Table of Contents
Number of Facilities and Methadone Facilities
Programs for Special Groups
List of Tables
2.1 Substance abuse treatment facilities by facility ownership and dispensing of methadone/LAAM: 1996-2000. Number and percent distribution
2.2 Substance abuse treatment facilities offering programs for special groups: 1996-2000. Number and percent
2.3 Substance abuse treatment facilities with managed care contracts, by facility ownership: 1996-2000. Number and percent
2.4 Substance abuse treatment facilities with managed care contracts, by State or jurisdiction: 1996-2000. Number and percent
List of Figures
Fig. 2 Number of facilities and methadone facilities: UFDS - N-SSATS 1996-2000
Fig. 3 Facility ownership: UFDS - N-SSATS 1996-2000
Fig. 4 Facilities with programs for special groups: UFDS - N-SSATS 1996-2000
Fig. 5 Facilities with managed care contracts, by ownership: UFDS - N-SSATS 1996-2000
This chapter presents trends in facility characteristics for 1996 to 2000. It should be kept in mind, however, that the list frame, methods, and survey instrument have changed during this period. These changes are detailed in Chapter 1.
Table 2.1 and Figure 2. While there is a definite overall increase
in the number of reporting facilities from 1996, this is most likely due to improved
survey methodology rather than an increase in the actual number of facilities.
Approximately 9 percent of facilities in 2000 reported that they dispensed methadone or
Table 2.1 and Figure 3. Facilities are described in terms of ownership, that is, the type of entity owning or responsible for the operation of the facility: private for-profit, private non-profit, or government (Federal, State, local, or tribal). Despite year to year fluctuations in the number of facilities reporting, the overall structure of the treatment system (as reflected in the N-SSATS ownership data) changed very little over the time period.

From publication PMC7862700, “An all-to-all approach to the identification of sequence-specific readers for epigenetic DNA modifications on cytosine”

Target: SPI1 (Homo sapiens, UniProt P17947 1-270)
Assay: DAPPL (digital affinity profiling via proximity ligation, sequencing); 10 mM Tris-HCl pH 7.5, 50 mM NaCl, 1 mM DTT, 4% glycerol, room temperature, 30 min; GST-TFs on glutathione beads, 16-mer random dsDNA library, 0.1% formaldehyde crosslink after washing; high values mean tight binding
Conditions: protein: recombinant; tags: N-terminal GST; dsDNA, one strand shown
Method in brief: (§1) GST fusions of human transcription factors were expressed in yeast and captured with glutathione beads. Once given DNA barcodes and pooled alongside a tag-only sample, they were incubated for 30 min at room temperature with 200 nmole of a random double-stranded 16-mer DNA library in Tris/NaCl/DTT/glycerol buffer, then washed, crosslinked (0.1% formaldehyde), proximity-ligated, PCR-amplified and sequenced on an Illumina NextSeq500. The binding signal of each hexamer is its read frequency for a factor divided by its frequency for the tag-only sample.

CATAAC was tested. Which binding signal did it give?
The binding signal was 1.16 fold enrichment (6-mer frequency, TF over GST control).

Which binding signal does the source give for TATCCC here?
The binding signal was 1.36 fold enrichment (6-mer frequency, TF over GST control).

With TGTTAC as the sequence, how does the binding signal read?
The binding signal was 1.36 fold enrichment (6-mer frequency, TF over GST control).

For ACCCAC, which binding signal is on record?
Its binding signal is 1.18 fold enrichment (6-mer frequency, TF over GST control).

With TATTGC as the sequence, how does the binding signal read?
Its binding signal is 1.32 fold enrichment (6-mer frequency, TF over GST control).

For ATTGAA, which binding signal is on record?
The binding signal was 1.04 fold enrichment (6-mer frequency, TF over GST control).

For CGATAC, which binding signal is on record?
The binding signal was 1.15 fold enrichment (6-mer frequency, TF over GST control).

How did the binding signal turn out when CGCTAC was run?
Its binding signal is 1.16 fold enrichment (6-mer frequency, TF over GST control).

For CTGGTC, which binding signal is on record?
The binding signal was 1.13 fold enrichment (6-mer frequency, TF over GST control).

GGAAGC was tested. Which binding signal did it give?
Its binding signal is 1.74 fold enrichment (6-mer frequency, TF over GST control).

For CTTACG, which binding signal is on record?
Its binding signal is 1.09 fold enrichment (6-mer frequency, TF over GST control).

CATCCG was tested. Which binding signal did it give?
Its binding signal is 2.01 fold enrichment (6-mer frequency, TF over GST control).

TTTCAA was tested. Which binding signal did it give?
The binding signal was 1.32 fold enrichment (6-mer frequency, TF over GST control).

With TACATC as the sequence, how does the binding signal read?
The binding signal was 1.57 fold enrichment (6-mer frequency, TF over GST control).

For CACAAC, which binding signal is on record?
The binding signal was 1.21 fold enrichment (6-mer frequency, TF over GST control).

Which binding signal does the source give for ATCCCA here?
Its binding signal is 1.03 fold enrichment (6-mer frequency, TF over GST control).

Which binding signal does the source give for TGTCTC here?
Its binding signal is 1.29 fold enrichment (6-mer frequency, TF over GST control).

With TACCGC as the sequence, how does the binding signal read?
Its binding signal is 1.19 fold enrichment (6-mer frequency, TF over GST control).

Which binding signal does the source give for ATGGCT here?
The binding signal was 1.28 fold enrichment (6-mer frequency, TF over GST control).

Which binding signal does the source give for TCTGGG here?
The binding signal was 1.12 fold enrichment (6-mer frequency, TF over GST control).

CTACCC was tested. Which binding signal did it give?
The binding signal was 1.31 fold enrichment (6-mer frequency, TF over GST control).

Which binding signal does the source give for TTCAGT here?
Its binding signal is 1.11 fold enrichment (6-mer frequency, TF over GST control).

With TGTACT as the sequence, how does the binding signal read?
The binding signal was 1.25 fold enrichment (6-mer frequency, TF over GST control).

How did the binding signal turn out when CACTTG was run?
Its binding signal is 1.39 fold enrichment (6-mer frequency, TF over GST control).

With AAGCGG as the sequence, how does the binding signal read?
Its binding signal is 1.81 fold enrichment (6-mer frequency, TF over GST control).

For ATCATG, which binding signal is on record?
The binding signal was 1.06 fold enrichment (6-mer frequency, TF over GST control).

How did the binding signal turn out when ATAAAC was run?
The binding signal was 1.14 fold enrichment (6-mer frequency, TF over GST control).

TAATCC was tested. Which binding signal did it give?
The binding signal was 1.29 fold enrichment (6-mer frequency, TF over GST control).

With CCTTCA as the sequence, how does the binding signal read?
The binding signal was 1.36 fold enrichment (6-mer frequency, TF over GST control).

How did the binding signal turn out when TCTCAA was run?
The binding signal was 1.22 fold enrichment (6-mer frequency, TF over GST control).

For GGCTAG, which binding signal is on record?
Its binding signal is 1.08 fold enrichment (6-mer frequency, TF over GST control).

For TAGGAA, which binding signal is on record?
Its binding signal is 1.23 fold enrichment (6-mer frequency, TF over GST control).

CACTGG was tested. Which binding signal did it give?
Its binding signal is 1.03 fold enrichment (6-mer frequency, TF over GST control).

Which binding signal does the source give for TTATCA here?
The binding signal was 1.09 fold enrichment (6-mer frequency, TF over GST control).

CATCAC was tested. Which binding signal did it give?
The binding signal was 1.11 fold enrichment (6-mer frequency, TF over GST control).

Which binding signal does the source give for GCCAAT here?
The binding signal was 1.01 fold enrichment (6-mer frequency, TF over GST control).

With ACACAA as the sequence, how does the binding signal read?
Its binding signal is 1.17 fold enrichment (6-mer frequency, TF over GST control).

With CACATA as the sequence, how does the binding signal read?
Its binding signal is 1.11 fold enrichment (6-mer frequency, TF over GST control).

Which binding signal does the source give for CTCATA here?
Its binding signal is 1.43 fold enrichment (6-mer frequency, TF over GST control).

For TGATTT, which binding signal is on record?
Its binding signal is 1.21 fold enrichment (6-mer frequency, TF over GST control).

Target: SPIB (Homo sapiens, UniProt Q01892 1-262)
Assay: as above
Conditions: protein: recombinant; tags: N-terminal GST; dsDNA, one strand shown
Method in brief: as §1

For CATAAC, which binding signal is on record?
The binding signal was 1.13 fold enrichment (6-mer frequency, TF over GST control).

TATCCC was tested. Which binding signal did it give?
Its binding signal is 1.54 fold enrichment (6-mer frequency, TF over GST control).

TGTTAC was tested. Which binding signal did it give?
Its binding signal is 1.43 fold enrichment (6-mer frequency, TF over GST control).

In 2000, private non-profit facilities made up the bulk of the system
(60 percent). Since 1996, this proportion has remained relatively constant, ranging from
56 percent to 61 percent. Private for-profit facilities accounted for 26 percent of
facilities that responded. Recent fluctuations in the percent of private-for-profit
facilities are probably due to
efforts to expand the survey coverage, followed by the decision to exclude non-State agency-approved solo practitioners. Eleven percent of facilities were owned by State or local government, while the Federal government owned 2 percent, and Tribal governments owned 1 percent of reporting
Table 2.2 and Figure 4. Facilities may offer treatment programs designed to address the specific needs of certain groups. These groups include the dually diagnosed (persons with a mental illness and co-occurring substance abuse), adolescents, persons with HIV/AIDS, and pregnant or postpartum women. Data on these groups were not collected in 1996. Adolescent programs were offered at 37 percent of facilities, which was
similar to previous years. The proportion of facilities offering special programs for
each of the four specified groups remained relatively stable from 1997 to 2000. Over that
period, 45 to 50 percent offered special programs for dually diagnosed, 34 to 39 percent
offered special programs for adolescents, 19 to 24 percent offered special programs for
persons with HIV/AIDS, and 19 to 22 percent offered special programs for pregnant or
Table 2.3 and Figure 5. In general, the term "managed care" refers to the prepaid health care sector (e.g., HMOs) where care is provided under a fixed budget within which costs are "managed." Approximately 54 percent of facilities had managed care contracts in 2000, compared to 42 percent in 1996. The percentage of facilities with managed care contracts increased slightly from 1996 to 2000 for all ownership categories except two. State government-owned facilities demonstrated a relatively large increase in the percent reporting managed care contracts, from about one-eighth in 1996 to about one-third in 2000. Private for-profit facilities showed little change, with just over half of the facilities (53 to 56 percent) reporting managed care contracts in four of the five years. In general, privately-owned facilities were more likely to have managed care contracts than government-owned facilities.
Table 2.4. The proportion of managed care facilities increased in most States from
1996 to 2000. However, there was little or no change in Arizona, Hawaii, and
Massachusetts. Missouri, Oklahoma, and Vermont were the only States to demonstrate a
decrease during the time period.